C.N. Douglas, comp. Forty Thousand Quotations: Prose and Poetical. 1917.


The bliss that can be told is but half-bliss.


And for our country ’tis a bliss to die.


Every one speaks of it,—who has known it?

Mme. Necker.

Pure felicity is reserved for the heavenly life; it grows not in an earthly soil.


Who falls from all he knows of bliss, cares little into what abyss.


  • The way to bliss lies not on beds of down,
  • And he that had no cross deserves no crown.
  • Quarles.

  • Some place the bliss in action, some in ease,
  • Those call it pleasure, and contentment these.
  • Pope.

    Though duller thoughts succeed, the bliss e’en of a moment still is bliss.

    Joanna Baillie.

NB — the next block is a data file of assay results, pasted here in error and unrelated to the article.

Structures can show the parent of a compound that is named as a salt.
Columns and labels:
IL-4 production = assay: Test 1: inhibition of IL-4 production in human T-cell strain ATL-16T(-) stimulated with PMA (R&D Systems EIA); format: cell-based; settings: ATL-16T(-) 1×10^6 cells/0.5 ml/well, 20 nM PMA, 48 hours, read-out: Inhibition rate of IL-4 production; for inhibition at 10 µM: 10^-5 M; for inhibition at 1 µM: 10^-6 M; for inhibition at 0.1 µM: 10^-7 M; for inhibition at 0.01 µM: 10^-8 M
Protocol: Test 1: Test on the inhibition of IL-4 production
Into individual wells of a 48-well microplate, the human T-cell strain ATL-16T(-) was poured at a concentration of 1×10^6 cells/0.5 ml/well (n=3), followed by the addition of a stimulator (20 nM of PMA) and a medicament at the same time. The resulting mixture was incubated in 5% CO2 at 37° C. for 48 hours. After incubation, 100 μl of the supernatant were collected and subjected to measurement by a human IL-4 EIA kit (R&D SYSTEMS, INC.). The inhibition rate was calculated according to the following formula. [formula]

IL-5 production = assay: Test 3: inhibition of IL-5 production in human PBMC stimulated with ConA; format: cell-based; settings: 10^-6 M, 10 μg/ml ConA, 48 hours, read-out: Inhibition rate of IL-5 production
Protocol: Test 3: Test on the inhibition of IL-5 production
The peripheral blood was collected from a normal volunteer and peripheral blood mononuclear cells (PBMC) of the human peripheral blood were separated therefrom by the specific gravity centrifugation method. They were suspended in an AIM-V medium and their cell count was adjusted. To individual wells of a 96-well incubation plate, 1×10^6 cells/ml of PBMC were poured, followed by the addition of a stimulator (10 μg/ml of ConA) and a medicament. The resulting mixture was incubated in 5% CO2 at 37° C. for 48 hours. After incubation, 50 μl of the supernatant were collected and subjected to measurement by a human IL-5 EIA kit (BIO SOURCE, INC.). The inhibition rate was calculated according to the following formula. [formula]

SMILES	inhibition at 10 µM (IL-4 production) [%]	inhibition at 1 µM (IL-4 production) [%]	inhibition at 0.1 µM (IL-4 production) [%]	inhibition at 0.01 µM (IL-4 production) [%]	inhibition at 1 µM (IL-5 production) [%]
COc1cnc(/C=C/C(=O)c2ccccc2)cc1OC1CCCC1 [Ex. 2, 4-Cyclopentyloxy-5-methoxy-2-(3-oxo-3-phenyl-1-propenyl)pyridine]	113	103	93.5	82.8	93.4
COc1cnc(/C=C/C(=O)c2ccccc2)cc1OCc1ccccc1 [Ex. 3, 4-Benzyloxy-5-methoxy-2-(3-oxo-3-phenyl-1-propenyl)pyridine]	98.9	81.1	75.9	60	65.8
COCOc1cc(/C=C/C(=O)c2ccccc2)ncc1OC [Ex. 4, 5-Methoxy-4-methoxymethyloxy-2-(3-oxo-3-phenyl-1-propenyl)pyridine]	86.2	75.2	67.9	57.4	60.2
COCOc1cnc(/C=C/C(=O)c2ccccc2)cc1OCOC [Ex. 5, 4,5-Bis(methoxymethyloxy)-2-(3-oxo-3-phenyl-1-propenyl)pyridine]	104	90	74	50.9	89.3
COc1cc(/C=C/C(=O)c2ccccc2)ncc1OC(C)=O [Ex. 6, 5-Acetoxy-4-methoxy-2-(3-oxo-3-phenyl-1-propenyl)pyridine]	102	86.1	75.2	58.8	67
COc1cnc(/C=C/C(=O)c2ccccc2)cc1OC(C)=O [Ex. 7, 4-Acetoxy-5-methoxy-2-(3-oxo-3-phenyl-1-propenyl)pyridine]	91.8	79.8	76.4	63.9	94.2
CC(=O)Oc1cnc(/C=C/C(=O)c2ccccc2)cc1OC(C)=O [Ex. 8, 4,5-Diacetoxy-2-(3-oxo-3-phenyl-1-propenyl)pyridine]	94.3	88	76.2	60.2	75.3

• Vain, very vain, my weary search to find
  • That bliss which only centres in the mind.
  • Goldsmith.

  • Domestic happiness, thou only bliss
  • Of Paradise, that has survived the fall!
  • Cowper.

    We may anticipate bliss but who ever drank of that enchanted cup unalloyed?


  • Condition, circumstance, is not the thing;
  • Bliss is the same in subject or in king.
  • Pope.

  • Health is the vital principle of bliss,
  • And exercise of health.
  • Thomson.

    The happiest woman sees not gladness alone reflected from her mirror; its surface will inevitably be sometimes dimmed with sighs.

    Mme. Louise Colet.

  • Alas! by some degree of woe
  • We every bliss must gain;
  • The heart can ne’er a transport know,
  • That never feels a pain.
  • Lord Lyttleton.

  • Bliss in possession will not last;
  • Remember’d joys are never past;
  • At once the fountain, stream, and sea,
  • They were,—they are,—they yet shall be.
  • Montgomery.